Diversity Fellowships are supported in part by funding from the Graduate School and provide up to $7,000/yr to students who are members of minority groups (African-American, Hispanic-American and Native American) historically underrepresented in graduate programs.

Nonteaching Dissertation Fellowships are designed to exempt graduate students from normal teaching duties in order to speed the completion and defense of their dissertations. A one-year fellowship of $11,000 is offered by the English department to a student in his/her final year of funding. The Graduate School also provides one-semester nonteaching dissertation fellowships of $6,000. More information on the Graduate School Dissertation fellowship and financial aid in general can be found here. http://gradschool.olemiss.edu/prospective-students/financial-aid-information/

Travel Grants provided by the graduate school provide up to $300 to enable graduate students to present original research at professional conferences. The English Department also keeps a limited budget to support graduate student travel to conferences and research collections. In recent years graduate students have attended national conferences and pursued individual research as far afield as Wales and Vietnam. For more information see http://gradschool.olemiss.edu/current-students/travel-grants/. For information on securing a matching grant from the English Department, contact Anne Freeman.

Summer Teaching provides an source of supplemental income. Requests for summer teaching are available here. http://english.olemiss.edu/files/2014/01/Summer-Teaching-Request-Form-1.pdf

Night Swimmer

imgres-1by Matt Bondurant

The Night Swimmer, Matt Bondurant’s utterly riveting modern gothic novel of marriage and belonging, confirms his gift for storytelling that transports and enthralls.

In a small town on the southern coast of Ireland, an isolated place only frequented by fishermen and the occasional group of bird-watchers, Fred and Elly Bulkington, newly arrived from Vermont having won a pub in a contest, encounter a wild, strange land shaped by the pounding storms of the North Atlantic, as well as the native resistance to strangers. As Fred revels in the life of a new pubowner, Elly takes the ferry out to a nearby island where anyone not born there is called a “blow-in.” To the disbelief of the locals, Elly devotes herself to open-water swimming, pushing herself to the limit and crossing unseen boundaries that drive her into the heart of the island’s troubles—the mysterious tragedy that shrouds its inhabitants and the dangerous feud between an enigmatic farmer and a powerful clan that has no use for outsiders.

The poignant unraveling of a marriage, the fierce beauty of the natural world, the mysterious power of Irish lore, and the gripping story of strangers in a strange land rife with intrigue and violence—The Night Swimmer is a novel of myriad enchantments by a writer of extraordinary talent.

The Wettest County in the World

imgresby Matt Bondurant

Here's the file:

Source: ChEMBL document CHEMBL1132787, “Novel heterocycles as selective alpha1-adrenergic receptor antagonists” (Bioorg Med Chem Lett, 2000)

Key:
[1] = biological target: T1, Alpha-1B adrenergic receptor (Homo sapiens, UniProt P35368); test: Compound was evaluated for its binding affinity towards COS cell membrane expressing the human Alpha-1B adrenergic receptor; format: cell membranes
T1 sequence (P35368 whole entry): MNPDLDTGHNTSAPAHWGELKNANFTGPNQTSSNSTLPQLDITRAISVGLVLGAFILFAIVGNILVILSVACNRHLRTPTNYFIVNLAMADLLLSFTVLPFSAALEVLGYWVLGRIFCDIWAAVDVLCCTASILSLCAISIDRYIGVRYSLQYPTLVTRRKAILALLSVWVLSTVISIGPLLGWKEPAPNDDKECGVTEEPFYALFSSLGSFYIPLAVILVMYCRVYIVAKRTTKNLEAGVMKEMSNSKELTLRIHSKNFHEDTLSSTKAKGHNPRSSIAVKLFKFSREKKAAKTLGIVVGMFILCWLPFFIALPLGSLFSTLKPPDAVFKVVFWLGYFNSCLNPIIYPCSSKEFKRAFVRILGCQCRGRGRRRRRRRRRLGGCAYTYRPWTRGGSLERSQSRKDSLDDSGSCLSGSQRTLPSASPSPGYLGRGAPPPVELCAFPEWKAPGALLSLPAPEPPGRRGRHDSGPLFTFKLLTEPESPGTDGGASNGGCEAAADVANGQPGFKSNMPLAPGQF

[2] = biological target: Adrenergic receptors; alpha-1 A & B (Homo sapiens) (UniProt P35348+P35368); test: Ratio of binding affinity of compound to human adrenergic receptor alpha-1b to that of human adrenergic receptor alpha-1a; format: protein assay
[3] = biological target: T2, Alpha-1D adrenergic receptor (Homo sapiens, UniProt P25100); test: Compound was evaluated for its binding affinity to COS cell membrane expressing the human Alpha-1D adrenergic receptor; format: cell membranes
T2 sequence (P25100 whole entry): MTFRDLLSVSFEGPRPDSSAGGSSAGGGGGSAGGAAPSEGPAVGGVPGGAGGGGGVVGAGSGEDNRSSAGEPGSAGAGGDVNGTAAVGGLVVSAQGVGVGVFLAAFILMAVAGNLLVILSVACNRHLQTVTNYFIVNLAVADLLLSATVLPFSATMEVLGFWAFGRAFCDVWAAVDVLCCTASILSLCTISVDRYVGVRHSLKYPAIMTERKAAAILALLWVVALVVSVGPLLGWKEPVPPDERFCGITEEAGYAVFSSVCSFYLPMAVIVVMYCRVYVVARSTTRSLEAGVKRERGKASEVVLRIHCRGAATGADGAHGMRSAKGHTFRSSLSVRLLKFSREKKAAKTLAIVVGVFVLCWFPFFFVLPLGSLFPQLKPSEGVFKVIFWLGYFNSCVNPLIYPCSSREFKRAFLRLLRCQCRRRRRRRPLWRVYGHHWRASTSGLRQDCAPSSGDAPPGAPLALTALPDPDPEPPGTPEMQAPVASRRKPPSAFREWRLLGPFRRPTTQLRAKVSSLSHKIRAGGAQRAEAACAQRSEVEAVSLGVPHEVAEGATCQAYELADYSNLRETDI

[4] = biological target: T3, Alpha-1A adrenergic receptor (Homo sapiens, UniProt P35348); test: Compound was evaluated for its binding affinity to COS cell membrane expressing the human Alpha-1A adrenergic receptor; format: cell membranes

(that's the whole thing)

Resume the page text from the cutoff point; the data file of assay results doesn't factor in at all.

Based on the true story of Matt Bondurant’s grandfather and two granduncles, The Wettest County in the World is a gripping tale of brotherhood, greed, and murder. The Bondurant Boys were a notorious gang of roughnecks and moonshiners who ran liquor through Franklin County, Virginia, during Prohibition and in the years after. Howard, the eldest brother, is an ox of a man besieged by the horrors he witnessed in the Great War; Forrest, the middle brother, is fierce, mythically indestructible, and the consummate businessman; and Jack, the youngest, has a taste for luxury and a dream to get out of Franklin. Driven and haunted, these men forge a business, fall in love, and struggle to stay afloat as they watch their family die, their father’s business fail, and the world they know crumble beneath the Depression and drought.

White mule, white lightning, firewater, popskull, wild cat, stump whiskey, or rotgut—whatever you called it, Franklin County was awash in moonshine in the 1920s. When Sherwood Anderson, the journalist and author of Winesburg, Ohio, was covering a story there, he christened it the “wettest county in the world.” In the twilight of his career, Anderson finds himself driving along dusty red roads trying to find the Bondurant brothers, piece together the clues linking them to “The Great Franklin County Moonshine Conspiracy,” and break open the silence that shrouds Franklin County.

In vivid, muscular prose, Matt Bondurant brings these men—their dark deeds, their long silences, their deep desires—to life. His understanding of the passion, violence, and desperation at the center of this world is both heartbreaking and magnificent.

Check out Derrick Harriell’s article “Chicago State State of Mind” in Los Angeles Review of Books.

Derrick-Harriell-Headshot-11-17-091

Derrick Harriell was born and raised in Milwaukee, Wisconsin. He’s worked as assistant poetry editor for Third World Press and The Cream City Review and has taught community writing workshops for individuals of all ages, including senior citizens. A two-time Pushcart Nominee, Harriell’s poems have appeared in various literary journals and anthologies. Cotton (Aquarius Press-Willow Books 2010) is his first collection of poems.  He received his M.F.A. in Creative Writing from Chicago State University.

Click HERE for the article.

English Alumnus, Taylor Sledge, Finds Success in Finance

TaylorHeadshotPoundPhotographyRed3Click HERE for the story.